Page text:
How Even the Humblest of Drafting Glitches Can Spur Litigation

Today’s case is Mary J. Baker Revocable Trust v. Cenex Harvest States, Coops., Inc., 2007 MT 159 (Mont. 2007). (Click here for a copy.)

In order to build a crude-oil pipeline in Montana, Cenex acquired easements from landowners by entering into right-of-way agreements with them. The agreements contained the following provision:

[Grantors] do hereby grant, sell and convey unto [Cenex] … its successors and assigns, hereinafter referred to as Grantee, the right to construct, maintain, inspect, operate, protect, repair, replace, change the size of or remove a pipeline or pipelines or other appurtenances, for the transportation of oil, liquids and/or gases and the products thereof, together with a buried fiber optic communications cable, in, on, under or upon and along a strip of land Fifty Feet (50 ft.) in width to be selected by Grantee on, in, over and through the following described lands …

During this same period, Cenex entered into an agreement with a fiber-optics company in which the fiber-optics company agreed to install a fiber-optic cable in the trench opened by Cenex for the pipeline and to maintain the cable. The pipeline project was completed in late 1995 and the fiber-optic cable became operational in mid 1996. In 1999 Cenex assigned its rights in the pipeline and fiber-optic cable to Front Range Pipeline, L.L.C.

In 2003 two landowners sued Cenex and Front Range, alleging that the right-of-way agreements permitted Cenex to use the fiber-optic cable only for purposes of operating and monitoring the pipeline rather than as an entirely separate means of transmitting data. The district court granted summary judgment; the landowners appealed.

The landowners’ claim was based on their assertion that the granting language confirmed that the fiber-optic cable was incidental or subservient to the dominant grant of a petroleum pipeline easement and so could only be used for operating and monitoring the pipeline. To support their claim, the landowners stated that the words “together with” in the granting language meant “in connection with”—that the fiber-optic cable was to be used “in connection with” the pipeline.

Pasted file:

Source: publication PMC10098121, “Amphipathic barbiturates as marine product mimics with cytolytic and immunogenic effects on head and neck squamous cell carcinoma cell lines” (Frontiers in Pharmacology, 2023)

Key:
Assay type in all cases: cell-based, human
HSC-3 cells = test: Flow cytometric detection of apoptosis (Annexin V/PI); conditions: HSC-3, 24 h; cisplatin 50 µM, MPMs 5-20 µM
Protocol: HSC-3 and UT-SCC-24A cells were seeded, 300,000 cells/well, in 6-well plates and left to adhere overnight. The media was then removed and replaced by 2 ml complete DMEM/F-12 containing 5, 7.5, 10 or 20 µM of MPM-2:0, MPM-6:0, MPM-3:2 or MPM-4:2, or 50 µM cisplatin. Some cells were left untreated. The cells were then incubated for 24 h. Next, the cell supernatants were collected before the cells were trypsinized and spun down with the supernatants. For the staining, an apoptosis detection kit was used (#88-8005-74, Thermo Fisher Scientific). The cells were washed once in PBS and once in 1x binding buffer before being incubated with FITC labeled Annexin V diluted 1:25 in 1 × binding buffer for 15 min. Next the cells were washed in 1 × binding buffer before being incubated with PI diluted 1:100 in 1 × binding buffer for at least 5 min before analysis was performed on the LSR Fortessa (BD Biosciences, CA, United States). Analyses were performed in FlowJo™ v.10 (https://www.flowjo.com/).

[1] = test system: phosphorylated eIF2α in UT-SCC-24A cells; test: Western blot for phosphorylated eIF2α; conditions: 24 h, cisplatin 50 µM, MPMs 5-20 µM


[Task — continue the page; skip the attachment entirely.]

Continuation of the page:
The district court rejected this argument, stating that the words “together with” meant nothing more than “and” in the context of the granting language. The Montana Supreme Court agreed, describing the landowners’ interpretation as “strained.” It affirmed the district court’s ruling.

I agree that it was outlandish for the landowners to claim that they had granted Cenex the right to install the fiber-optic cable along with the pipeline but hadn’t intended that Cenex would actually put it to productive use. But to my mind, what’s interesting about this case is that awkward drafting—use of “together with”—gave the landowners just enough wiggle room to file their unlikely lawsuit and take it to the Montana Supreme Court. The wages of even modest drafting sin are litigation.

Here’s how I might have drafted the provision in question while largely sticking with the original language:

[Grantors] hereby grant [Cenex] the right to construct, maintain, inspect, operate, protect, repair, replace, change the size of, and remove, on or under or along a strip of land 50 ft. wide selected by Grantee through the following described lands, one or both of (1) one or more pipelines and other appurtenances for transporting any combination of oil, liquids, and gases and related products and (2) a buried fiber-optic communications cable …

Note that my redraft reflects some mildly paranoid tinkering with and and or. In particular, although in this context it’s not particularly elegant, I added one or both to preclude any argument—admittedly a strained one—that the grant permitted construction of both a pipeline and a fiber-optic cable, not one or the other.

About the author

Ken Adams is the leading authority on how to say clearly whatever you want to say in a contract. He’s author of A Manual of Style for Contract Drafting, and he offers online and in-person training around the world. He’s also chief content officer of LegalSifter, Inc., a company that combines artificial intelligence and expertise to assist with review of contracts.